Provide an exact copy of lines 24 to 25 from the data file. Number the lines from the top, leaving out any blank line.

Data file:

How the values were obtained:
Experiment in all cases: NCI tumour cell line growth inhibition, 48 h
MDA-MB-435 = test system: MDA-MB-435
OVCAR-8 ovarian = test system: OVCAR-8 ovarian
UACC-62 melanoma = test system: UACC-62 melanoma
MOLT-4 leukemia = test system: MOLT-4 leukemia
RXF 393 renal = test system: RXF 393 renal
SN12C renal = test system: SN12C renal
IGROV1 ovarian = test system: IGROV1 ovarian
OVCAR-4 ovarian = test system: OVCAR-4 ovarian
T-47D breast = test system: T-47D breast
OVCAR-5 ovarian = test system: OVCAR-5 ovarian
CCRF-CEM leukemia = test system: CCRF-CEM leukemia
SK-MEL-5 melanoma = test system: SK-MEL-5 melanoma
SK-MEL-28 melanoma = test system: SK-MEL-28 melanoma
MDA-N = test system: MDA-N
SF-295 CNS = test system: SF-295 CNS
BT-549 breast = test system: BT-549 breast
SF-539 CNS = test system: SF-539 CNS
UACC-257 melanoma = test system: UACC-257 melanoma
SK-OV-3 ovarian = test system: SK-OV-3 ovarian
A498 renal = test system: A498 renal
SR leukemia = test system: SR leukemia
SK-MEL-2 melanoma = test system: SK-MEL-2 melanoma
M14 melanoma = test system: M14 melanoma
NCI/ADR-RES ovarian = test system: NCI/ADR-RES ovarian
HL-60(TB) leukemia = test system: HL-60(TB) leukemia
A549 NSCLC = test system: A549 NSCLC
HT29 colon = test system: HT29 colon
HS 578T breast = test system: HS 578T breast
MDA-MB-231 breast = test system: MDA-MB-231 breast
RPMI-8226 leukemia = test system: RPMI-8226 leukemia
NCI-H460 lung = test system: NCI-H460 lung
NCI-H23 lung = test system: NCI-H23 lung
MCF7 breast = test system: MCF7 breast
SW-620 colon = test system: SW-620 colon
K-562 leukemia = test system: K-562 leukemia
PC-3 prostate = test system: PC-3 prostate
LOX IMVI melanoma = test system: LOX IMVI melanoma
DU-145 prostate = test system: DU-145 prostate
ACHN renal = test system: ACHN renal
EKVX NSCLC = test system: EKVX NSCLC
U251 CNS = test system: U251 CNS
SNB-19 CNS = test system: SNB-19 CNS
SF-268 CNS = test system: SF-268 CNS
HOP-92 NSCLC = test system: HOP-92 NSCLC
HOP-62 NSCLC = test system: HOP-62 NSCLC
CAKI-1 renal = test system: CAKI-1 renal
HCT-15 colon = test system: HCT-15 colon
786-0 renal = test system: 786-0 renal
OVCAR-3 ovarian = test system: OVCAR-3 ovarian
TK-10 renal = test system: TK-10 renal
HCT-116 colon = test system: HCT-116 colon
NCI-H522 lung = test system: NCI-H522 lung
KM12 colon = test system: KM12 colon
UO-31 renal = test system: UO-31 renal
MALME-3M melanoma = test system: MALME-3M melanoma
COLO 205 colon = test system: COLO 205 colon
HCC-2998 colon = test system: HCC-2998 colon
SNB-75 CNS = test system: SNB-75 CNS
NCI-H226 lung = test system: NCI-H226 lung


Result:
SK-MEL-2 melanoma = test system: SK-MEL-2 melanoma
M14 melanoma = test system: M14 melanoma